PUSS IN BOOTSof Carabas," they replied, for the cat's threats had frightened themgreatly. Puss, as he ran on, told all the other men he saw at workto give the same answer, and the King began to think the Marquisof Carabas must be very rich.The cat at length reached a splendid castle belonging to an ogrewho was the real owner of the domains the King had been ridingthrough. Puss knocked boldly at the door, and sent in a politemessage to the ogre, asking leave to pay his respects. The ogre re-ceived him with as much civility as could be expected from an ogre,and they were soon chatting sociably together."I have been told," said the cat to the ogre, "that you have thepower of changing yourselfinto the shape of large an-imals, such as an elephantfor instance.""That is quite true," said "/the ogre, "as you can see foryourself," and in a momenthe stood before the cat inthe shape of an immenseelephant."Wonderful!" said Puss."But can you change yourshape to any animal youchoose ?""Certainly," replied theogre proudly. "To prove Nthat what I say is true, youshall see me become a lion."When the cat beheld a THE OGRE TAKES THE SHAPE OF AN ELEPHANTgreat, fierce-looking lion standing before him, he was thrown into sucha panic that he flew from the room, and stayed outside till the ogre,


PUSS PRESENTS THE RABBITS TO THE KING


PUSS AND THE OGRE HAVE A SOCIABLE CHAT


PUSS IN BOOTStaking again his natural form, called to him, with a laugh, to comeback. Puss then returned, and began to compliment the ogre highlyon his wonderful power. "I can imagine," he concluded, " only onething that would astonish memore."What is that?" inquiredthe ogre.;Ai N"I To see you take theform of a verytiny animal, saya mouse, for in-stance. That, Isuppose, wouldbe an utter im-S possibility," saidPuss."Pooh!" said the ogre, "that is nomore trouble to me than the other, asI will quickly show you."So saying he at once assumed theshape of a mouse, and began friskingabout on the floor. This was justS. 1L ^ what Puss wanted, aud as quick as a"" flash he sprang on the mouse andgobbled him up.S ,PUS IS THROWN By this time the King had nearlyINTo A PANIC reached the castle, and Puss hurriedto the entrance to receive him when he drove up. The cat's masterwas indeed astonished when he beheld him standing on the castlesteps, and heard him say to the King: "Welcome, your Majesty, tothe castle of my lord, the Marquis of Carabas."The Marquis gave his hand to the pretty young Princess to help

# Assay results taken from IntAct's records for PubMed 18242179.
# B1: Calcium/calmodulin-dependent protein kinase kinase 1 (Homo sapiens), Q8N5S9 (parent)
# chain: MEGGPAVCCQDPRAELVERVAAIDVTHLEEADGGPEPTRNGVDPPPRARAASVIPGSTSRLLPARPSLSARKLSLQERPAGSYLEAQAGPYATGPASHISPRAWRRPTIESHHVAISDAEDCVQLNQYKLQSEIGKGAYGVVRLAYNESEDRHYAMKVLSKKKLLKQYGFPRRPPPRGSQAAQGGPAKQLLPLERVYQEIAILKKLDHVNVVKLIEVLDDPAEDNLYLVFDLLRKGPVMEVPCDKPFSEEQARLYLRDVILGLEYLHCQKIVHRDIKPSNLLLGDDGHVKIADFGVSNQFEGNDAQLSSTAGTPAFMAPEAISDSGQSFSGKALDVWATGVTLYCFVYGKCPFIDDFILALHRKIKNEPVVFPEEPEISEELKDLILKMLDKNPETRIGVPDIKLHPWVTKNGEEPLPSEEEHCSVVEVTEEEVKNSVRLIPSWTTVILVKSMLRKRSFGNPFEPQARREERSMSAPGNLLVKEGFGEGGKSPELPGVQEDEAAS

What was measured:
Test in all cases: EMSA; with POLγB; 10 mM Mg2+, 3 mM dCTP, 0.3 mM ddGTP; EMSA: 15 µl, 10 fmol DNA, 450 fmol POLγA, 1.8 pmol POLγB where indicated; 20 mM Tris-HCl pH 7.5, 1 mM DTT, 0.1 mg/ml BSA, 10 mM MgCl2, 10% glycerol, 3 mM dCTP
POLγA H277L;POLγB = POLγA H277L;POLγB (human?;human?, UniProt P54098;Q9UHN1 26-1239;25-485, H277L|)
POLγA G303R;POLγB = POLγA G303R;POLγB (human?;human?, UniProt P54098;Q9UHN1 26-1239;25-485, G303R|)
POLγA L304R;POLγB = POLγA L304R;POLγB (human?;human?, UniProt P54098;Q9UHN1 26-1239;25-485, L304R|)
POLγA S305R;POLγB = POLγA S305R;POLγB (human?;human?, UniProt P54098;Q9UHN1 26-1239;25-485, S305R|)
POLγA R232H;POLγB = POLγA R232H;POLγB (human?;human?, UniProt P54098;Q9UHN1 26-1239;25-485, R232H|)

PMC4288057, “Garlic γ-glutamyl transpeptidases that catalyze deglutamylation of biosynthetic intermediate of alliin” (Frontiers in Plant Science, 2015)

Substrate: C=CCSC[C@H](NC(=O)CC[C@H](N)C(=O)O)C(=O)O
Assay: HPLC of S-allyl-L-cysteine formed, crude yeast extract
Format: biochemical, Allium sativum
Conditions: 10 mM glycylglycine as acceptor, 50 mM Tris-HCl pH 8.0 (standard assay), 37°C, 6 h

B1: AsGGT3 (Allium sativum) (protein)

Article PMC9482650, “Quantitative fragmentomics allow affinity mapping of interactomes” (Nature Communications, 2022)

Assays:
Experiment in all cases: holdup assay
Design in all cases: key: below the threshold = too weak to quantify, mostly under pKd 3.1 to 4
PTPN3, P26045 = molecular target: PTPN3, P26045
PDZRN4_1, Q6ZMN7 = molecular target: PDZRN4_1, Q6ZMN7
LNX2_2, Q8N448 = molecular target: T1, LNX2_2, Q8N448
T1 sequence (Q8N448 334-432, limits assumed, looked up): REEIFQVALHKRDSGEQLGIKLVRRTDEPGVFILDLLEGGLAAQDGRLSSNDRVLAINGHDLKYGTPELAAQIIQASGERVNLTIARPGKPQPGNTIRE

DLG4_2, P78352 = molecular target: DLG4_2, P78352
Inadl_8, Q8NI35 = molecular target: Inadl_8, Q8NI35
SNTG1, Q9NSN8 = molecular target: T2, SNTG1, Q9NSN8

PUSS IN BOOTSher out. The King and Princess thenwent in together, Puss leading the way.While they were walking through ..the rooms of the castle, Puss slippedaway, and had a fine dinnergot ready, and on their return /they sat down and feastedmerrily.The King was charmed withthe manners and looks of theMarquis, and he saw that hisdaughter was already quite inlove with him. So, afterdrinking five or sixglasses of wine, heat length tookhim aside anda said, " It will beyour own fault,y o u r o wd n 1f a u l t ,T H E E N D O F T H E O G R Emy lord Marquis,if you do not become my son-in-law."The Marquis at once acted upon this plainhint, and had little difficulty in persuadingthe Princess to become his promised bride.The cat's joy was so great that he had togo out of doors and stand on his head for"a while, kicking his hind legs in the air."The wedding soon took place, and theunion of the young pair was a very happyone. Puss, as a reward for his valuableSservices, was made a lord, and cut a greatPUSS FEELScJOYFUL figure at court.JOYFU\


iIIII~MZMII~i#=T41__k=II"II


Full Text

PAGE 1

PUSS IN BOOTS THERE was once a miller who had three sons. On dying, he divided his property amongst the sons in this way: to the eldest he gave his mill; to the second, his ass; and to the youngest, his cat and a pair of boots. ,\ This young fellow, whose name f, was Jack, thought he had been very If l, shabbily treated. "My brothers," jsaid he, "will both be able ., /, tto support themselves comSfortably, but I am likely to die of hunger." The cat had been rubbing against Jack's legs in a loving manner, and when TP he heard these words he looked up, and, to Jack's L-great surprise, spoke as S. follows: "Dear master, do not feel so downcast. Let me have the pair of boots and a bag, and you will find that you have not so bad a bargain as you think." Although Jack could not imagine how Puss was going to help him, he made up his mind to trust him with the boots and a bag, and find out what he would do. Puss set off with a bold air for a place where he knew there were a great many wild rabbits. He put some lettuce inside of the bag, and set it on the ground wide open. Then he hid himself and waited. The Baldwin Library 9 nS"'B Z:



PAGE 1

PUSS AND THE OGRE HAVE A SOCIABLE CHAT



PAGE 1

PUSS PRESENTS THE RABBITS TO THE KING



PAGE 1